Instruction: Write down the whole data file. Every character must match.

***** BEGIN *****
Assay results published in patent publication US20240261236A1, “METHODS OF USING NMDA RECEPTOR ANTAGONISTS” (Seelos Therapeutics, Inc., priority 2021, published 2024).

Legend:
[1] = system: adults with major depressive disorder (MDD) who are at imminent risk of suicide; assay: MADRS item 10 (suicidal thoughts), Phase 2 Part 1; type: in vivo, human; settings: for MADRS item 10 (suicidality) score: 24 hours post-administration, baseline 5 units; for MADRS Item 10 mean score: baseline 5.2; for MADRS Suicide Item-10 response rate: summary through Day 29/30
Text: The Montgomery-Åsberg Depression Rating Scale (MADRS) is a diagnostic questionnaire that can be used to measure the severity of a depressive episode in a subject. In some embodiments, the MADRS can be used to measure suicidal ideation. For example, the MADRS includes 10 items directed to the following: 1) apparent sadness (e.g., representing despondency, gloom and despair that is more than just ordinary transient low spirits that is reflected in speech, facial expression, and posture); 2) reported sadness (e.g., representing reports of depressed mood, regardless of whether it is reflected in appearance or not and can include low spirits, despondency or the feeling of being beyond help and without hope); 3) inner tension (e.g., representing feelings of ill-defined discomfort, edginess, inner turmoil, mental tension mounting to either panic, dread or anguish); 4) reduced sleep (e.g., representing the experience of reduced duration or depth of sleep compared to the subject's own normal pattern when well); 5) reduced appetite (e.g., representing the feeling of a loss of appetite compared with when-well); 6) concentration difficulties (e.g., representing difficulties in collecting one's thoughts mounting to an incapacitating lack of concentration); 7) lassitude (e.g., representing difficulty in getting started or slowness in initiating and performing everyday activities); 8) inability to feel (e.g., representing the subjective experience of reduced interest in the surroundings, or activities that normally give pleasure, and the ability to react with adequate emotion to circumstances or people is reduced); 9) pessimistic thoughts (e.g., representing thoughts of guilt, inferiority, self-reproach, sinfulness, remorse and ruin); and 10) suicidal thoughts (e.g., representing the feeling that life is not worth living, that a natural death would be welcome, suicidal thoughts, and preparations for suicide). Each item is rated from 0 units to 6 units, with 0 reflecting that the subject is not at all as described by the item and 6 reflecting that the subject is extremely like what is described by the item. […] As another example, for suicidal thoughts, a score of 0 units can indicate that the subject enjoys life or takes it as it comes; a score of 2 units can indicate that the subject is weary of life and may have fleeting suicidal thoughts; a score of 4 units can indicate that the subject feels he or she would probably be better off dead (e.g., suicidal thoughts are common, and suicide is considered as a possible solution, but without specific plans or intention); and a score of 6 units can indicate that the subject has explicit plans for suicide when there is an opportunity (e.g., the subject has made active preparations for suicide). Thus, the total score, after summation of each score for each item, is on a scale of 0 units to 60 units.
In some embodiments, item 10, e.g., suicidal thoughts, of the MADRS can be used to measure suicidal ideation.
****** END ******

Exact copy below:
Assay results published in patent publication US20240261236A1, “METHODS OF USING NMDA RECEPTOR ANTAGONISTS” (Seelos Therapeutics, Inc., priority 2021, published 2024).

Legend:
[1] = system: adults with major depressive disorder (MDD) who are at imminent risk of suicide; assay: MADRS item 10 (suicidal thoughts), Phase 2 Part 1; type: in vivo, human; settings: for MADRS item 10 (suicidality) score: 24 hours post-administration, baseline 5 units; for MADRS Item 10 mean score: baseline 5.2; for MADRS Suicide Item-10 response rate: summary through Day 29/30
Text: The Montgomery-Åsberg Depression Rating Scale (MADRS) is a diagnostic questionnaire that can be used to measure the severity of a depressive episode in a subject. In some embodiments, the MADRS can be used to measure suicidal ideation. For example, the MADRS includes 10 items directed to the following: 1) apparent sadness (e.g., representing despondency, gloom and despair that is more than just ordinary transient low spirits that is reflected in speech, facial expression, and posture); 2) reported sadness (e.g., representing reports of depressed mood, regardless of whether it is reflected in appearance or not and can include low spirits, despondency or the feeling of being beyond help and without hope); 3) inner tension (e.g., representing feelings of ill-defined discomfort, edginess, inner turmoil, mental tension mounting to either panic, dread or anguish); 4) reduced sleep (e.g., representing the experience of reduced duration or depth of sleep compared to the subject's own normal pattern when well); 5) reduced appetite (e.g., representing the feeling of a loss of appetite compared with when-well); 6) concentration difficulties (e.g., representing difficulties in collecting one's thoughts mounting to an incapacitating lack of concentration); 7) lassitude (e.g., representing difficulty in getting started or slowness in initiating and performing everyday activities); 8) inability to feel (e.g., representing the subjective experience of reduced interest in the surroundings, or activities that normally give pleasure, and the ability to react with adequate emotion to circumstances or people is reduced); 9) pessimistic thoughts (e.g., representing thoughts of guilt, inferiority, self-reproach, sinfulness, remorse and ruin); and 10) suicidal thoughts (e.g., representing the feeling that life is not worth living, that a natural death would be welcome, suicidal thoughts, and preparations for suicide). Each item is rated from 0 units to 6 units, with 0 reflecting that the subject is not at all as described by the item and 6 reflecting that the subject is extremely like what is described by the item. […] As another example, for suicidal thoughts, a score of 0 units can indicate that the subject enjoys life or takes it as it comes; a score of 2 units can indicate that the subject is weary of life and may have fleeting suicidal thoughts; a score of 4 units can indicate that the subject feels he or she would probably be better off dead (e.g., suicidal thoughts are common, and suicide is considered as a possible solution, but without specific plans or intention); and a score of 6 units can indicate that the subject has explicit plans for suicide when there is an opportunity (e.g., the subject has made active preparations for suicide). Thus, the total score, after summation of each score for each item, is on a scale of 0 units to 60 units.
In some embodiments, item 10, e.g., suicidal thoughts, of the MADRS can be used to measure suicidal ideation.